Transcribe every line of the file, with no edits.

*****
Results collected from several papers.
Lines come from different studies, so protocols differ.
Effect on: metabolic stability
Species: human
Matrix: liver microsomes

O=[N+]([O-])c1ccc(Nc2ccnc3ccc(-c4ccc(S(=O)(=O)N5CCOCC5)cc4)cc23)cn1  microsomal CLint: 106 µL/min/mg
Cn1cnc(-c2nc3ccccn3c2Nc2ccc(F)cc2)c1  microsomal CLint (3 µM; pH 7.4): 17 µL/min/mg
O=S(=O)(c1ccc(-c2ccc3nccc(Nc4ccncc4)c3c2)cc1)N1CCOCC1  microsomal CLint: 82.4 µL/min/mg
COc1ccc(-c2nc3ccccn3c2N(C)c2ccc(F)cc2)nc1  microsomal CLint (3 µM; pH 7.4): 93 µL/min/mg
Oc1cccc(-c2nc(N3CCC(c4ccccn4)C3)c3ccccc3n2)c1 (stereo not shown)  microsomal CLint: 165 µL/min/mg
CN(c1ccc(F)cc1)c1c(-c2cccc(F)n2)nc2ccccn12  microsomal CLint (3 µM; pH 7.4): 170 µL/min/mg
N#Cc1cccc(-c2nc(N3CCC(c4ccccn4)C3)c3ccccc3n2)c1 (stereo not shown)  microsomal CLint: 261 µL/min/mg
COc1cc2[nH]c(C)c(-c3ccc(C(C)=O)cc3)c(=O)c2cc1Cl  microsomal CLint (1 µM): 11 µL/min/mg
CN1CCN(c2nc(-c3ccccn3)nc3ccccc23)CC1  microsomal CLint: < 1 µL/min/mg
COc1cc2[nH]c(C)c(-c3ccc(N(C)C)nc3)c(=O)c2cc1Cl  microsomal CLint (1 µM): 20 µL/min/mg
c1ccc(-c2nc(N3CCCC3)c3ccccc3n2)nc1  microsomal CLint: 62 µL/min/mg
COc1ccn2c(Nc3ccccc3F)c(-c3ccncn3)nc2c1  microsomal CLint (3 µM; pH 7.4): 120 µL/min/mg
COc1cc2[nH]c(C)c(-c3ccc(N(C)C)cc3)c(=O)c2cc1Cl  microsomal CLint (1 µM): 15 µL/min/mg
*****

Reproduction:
Results collected from several papers.
Lines come from different studies, so protocols differ.
Effect on: metabolic stability
Species: human
Matrix: liver microsomes

O=[N+]([O-])c1ccc(Nc2ccnc3ccc(-c4ccc(S(=O)(=O)N5CCOCC5)cc4)cc23)cn1  microsomal CLint: 106 µL/min/mg
Cn1cnc(-c2nc3ccccn3c2Nc2ccc(F)cc2)c1  microsomal CLint (3 µM; pH 7.4): 17 µL/min/mg
O=S(=O)(c1ccc(-c2ccc3nccc(Nc4ccncc4)c3c2)cc1)N1CCOCC1  microsomal CLint: 82.4 µL/min/mg
COc1ccc(-c2nc3ccccn3c2N(C)c2ccc(F)cc2)nc1  microsomal CLint (3 µM; pH 7.4): 93 µL/min/mg
Oc1cccc(-c2nc(N3CCC(c4ccccn4)C3)c3ccccc3n2)c1 (stereo not shown)  microsomal CLint: 165 µL/min/mg
CN(c1ccc(F)cc1)c1c(-c2cccc(F)n2)nc2ccccn12  microsomal CLint (3 µM; pH 7.4): 170 µL/min/mg
N#Cc1cccc(-c2nc(N3CCC(c4ccccn4)C3)c3ccccc3n2)c1 (stereo not shown)  microsomal CLint: 261 µL/min/mg
COc1cc2[nH]c(C)c(-c3ccc(C(C)=O)cc3)c(=O)c2cc1Cl  microsomal CLint (1 µM): 11 µL/min/mg
CN1CCN(c2nc(-c3ccccn3)nc3ccccc23)CC1  microsomal CLint: < 1 µL/min/mg
COc1cc2[nH]c(C)c(-c3ccc(N(C)C)nc3)c(=O)c2cc1Cl  microsomal CLint (1 µM): 20 µL/min/mg
c1ccc(-c2nc(N3CCCC3)c3ccccc3n2)nc1  microsomal CLint: 62 µL/min/mg
COc1ccn2c(Nc3ccccc3F)c(-c3ccncn3)nc2c1  microsomal CLint (3 µM; pH 7.4): 120 µL/min/mg
COc1cc2[nH]c(C)c(-c3ccc(N(C)C)cc3)c(=O)c2cc1Cl  microsomal CLint (1 µM): 15 µL/min/mg